When faced with stress, anxiety, or other harmful things, the human brain is not necessarily defenseless. There are different ways that the brain protects itself from harm. One of the first ways that psychologists identified the brain protecting itself was identified by Sigmund Freud (who you may recall from psychoanalytical theory) in the late 1800s. Freud said that over time, the brain develops these unconscious, learned patterns of protecting itself from anxiety and stress. He called these patterns defense mechanisms. In other words, these defense mechanisms allow a person to avoid thinking about or dealing with things that are mentally or emotionally harmful, particularly to one's sense of self.
This type of defense is intended to protect a person from things that negatively affect mental health until the brain is better able to deal with them. Or, if it is an issue that is unnecessary to deal with altogether, then this type of defense can simply dismiss it altogether and allow the person to move on to more important things. This type of defense, however, does have the potential to be unhealthy.
There are several types of defense mechanisms, including:
EXAMPLEIf somebody says that a person is not talented in a certain area, that person may reply with something like, “I'm a really great basketball player,” emphasizing something that he actually does excel at.
EXAMPLEIf a history teacher says that Hitler was a great leader, you might look at statement in a very intellectual sense, detaching Hitler from the emotional component of all the terrible things that he did.
EXAMPLEFor example, instead of talking about unacceptable subject matter, it might be more acceptable if you sing about it. Or, you might take a cold shower instead of having untoward feelings towards other people.
These are the defense mechanisms identified by Freud. There are other psychological defense mechanisms that others have identified, such as passive aggression, humor, and even altruism.
A person can consciously learn about ways to protect themselves over time by seeking out situations, people, and work that are healthy and acceptable to their sense of self, and reinforcing positive psychological ideas. However, some people can find themselves in negative situations so often that they feel those situations are unavoidable.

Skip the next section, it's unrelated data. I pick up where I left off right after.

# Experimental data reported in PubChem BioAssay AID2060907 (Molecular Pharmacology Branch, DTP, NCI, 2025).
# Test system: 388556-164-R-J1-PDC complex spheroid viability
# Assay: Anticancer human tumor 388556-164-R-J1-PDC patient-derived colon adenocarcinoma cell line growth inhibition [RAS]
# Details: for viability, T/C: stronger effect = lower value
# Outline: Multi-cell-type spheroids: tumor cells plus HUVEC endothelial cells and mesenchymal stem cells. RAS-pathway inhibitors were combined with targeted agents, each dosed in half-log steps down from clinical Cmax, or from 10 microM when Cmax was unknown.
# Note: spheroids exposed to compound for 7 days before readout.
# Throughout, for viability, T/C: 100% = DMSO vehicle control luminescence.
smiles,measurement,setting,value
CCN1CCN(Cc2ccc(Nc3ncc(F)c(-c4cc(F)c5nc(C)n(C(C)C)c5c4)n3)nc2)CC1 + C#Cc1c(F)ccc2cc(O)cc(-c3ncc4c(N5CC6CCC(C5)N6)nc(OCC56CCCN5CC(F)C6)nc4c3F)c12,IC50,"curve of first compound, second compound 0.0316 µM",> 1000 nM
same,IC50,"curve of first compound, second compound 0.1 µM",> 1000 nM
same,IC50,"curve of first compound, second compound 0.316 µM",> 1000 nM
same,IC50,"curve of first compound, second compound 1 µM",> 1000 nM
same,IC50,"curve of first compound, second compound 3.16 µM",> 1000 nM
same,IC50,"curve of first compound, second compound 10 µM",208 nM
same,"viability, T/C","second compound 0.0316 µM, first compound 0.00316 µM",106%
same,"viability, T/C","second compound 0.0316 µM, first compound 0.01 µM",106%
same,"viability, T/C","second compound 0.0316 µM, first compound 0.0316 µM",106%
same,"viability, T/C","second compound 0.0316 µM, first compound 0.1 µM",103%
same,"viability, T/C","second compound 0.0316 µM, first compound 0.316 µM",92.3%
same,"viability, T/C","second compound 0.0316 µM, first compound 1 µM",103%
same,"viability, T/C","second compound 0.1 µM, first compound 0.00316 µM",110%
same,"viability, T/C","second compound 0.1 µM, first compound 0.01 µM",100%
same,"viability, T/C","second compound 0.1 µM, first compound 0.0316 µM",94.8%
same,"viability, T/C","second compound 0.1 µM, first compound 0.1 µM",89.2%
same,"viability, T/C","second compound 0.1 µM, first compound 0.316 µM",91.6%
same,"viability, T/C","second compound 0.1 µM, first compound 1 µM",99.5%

In other words, they learn, in a negative way, how to defend themselves. They come to accept those situations as being true and unavoidable. This is known as learned helplessness. Learned helplessness is when a person learns, over time, that they are unable to overcome or escape certain obstacles.
Another example is when a child thinks that they aren't good in a particular subject at school because they have consistent reinforcement from someone like a parent or teacher telling them they can't succeed. Eventually, the child might come to accept it, and will not try to improve in that subject.
Learned helplessness is closely related to depression, where a person experiences feelings of helplessness and a lack of hope. They have decreased energy and activity levels, less pleasure, less desire to eat, etc. Recurring thoughts, feelings, and behaviors, similar to those experienced in depression, can help to perpetuate this cycle in a person. Learned helplessness is one of the root causes of depression.
Treatment for learned helplessness, and the resulting depression, involves helping people to understand their own abilities, and that they aren't necessarily helpless. Basically, they are taught to create feelings of hope, which allow them to overcome feelings of helplessness and hopelessness.
EXAMPLETreatment for a person with learned helpless may involve finding something they are good at and reinforcing that thing.
Source: This work is adapted from Sophia Author Erick Taggart.
Unconscious learned patterns of protecting oneself from anxiety.
When a person learns over time that they are unable to overcome or escape certain obstacles and learns to accept them.
A mood disorder marked by low affect or emotion and reduced activity, lack of enjoyment in activities, and feelings of loneliness and hopelessness.
The feeling that things will get better and that a person isn't helpless.